Former FBI agent Terry Turchie says refugees like Brian Laundrie “tend to try to figure out” how to reach their “comfort zone” while on the run and are often located in those places.
Laundrie, 23, is wanted on charge of debit card fraud and is a person of interest in the murder of his 22-year-old fiancé, Gabby Petito, who was reported missing on September 11th. Laundrie’s family last saw him on September 13th.
“People do not change because they become a refugee,” Turchie, who spent a year in the North Carolina mountains between 1998 and 1999 and led the hunt for Olympic bomber Eric Robert Rudolph, told Fox News Digital. “They tend to try to figure out how to land in the comfort zone.”
Laundrie enjoyed hiking and traveling, so some experts have suggested he may be in the desert or on the road, and several potential observations have added some credibility to these theories. Others have suggested that the refugee may be closer to home and possibly get help from another person.
Laundrie’s sister Cassandra described her brother in an interview as a “mediocre” survivor.
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“Obviously he’s not out in some camp or in a cave somewhere on the hard, cold ground or … snake, gator-infected water. He’s somewhere he’s probably being taken hand about, “Turchie said. “When you see how he came running home after something obviously happened, that kind of tells you what he’s probably doing now.
Laundrie and Petito were traveling across country roads in a van when Petito disappeared. Laundrie returned to their North Port, Florida home, without Petito on September 1st. Ten days later, Petito’s parents reported her missing. Laundrie’s parents reported him missing on September 17, but recently said the last time they saw him was on September 13.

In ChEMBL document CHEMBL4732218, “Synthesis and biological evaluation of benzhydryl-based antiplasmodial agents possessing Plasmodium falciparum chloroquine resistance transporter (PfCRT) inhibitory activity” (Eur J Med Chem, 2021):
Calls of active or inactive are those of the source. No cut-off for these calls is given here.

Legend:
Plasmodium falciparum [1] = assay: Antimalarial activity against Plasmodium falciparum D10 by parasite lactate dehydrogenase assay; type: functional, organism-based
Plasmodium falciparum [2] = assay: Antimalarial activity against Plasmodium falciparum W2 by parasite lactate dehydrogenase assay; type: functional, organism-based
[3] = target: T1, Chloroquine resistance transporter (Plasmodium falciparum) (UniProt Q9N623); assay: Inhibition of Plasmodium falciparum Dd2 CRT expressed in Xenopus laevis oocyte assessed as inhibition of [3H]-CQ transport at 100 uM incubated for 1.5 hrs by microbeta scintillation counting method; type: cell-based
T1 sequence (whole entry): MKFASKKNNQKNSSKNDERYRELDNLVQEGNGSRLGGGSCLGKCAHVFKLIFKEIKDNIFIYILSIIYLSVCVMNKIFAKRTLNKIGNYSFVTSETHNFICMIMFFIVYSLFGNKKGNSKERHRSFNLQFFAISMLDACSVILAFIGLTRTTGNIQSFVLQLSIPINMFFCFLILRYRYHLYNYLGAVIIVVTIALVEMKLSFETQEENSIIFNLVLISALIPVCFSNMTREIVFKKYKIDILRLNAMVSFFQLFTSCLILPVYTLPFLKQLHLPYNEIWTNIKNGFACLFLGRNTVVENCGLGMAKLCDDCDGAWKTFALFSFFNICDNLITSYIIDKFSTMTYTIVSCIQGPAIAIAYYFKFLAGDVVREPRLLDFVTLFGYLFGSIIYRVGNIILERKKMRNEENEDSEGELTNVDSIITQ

The FBI found Petito’s remains in Moose, Wyoming, where the couple visited Grand Teton National Park on September 19.
Turchie explained how a key player in the FBI’s search for Rudolph in the 1990s was a man who shared some of Rudolph’s interests. Rudolph had spent time talking to the man at his health food store in North Carolina, and the man eventually provided the FBI with useful information about Rudolph after initially refusing to talk to the agency because he was strongly anti-government.
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Laundrie can similarly be around people he knows or trusts. Driving to distant places is “exactly the kind that it may very well be what he does,” but he should have the finances to do so, Turchie said. A minor traffic error can also cause “his refugee to drive rather short.”
Although all refugees are different, “they all get tired eventually, and many of them end up being on the run for …. well over a decade,” Turchie said, adding that he does not think Laundrie will be on the run for so long.
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“But the formula is essentially the same,” the former FBI agent said of the search process. “You interview as many people who need this person as you can, you keep following it. You talk to neighbors, friends, and you look for anything. [the fugitive] could have said over a period of time that he did not have this guard up where he had done nothing. “
These clues, Turchie believes, will ultimately lead officials to discover Laundrie in the same way it has helped them discover other refugees.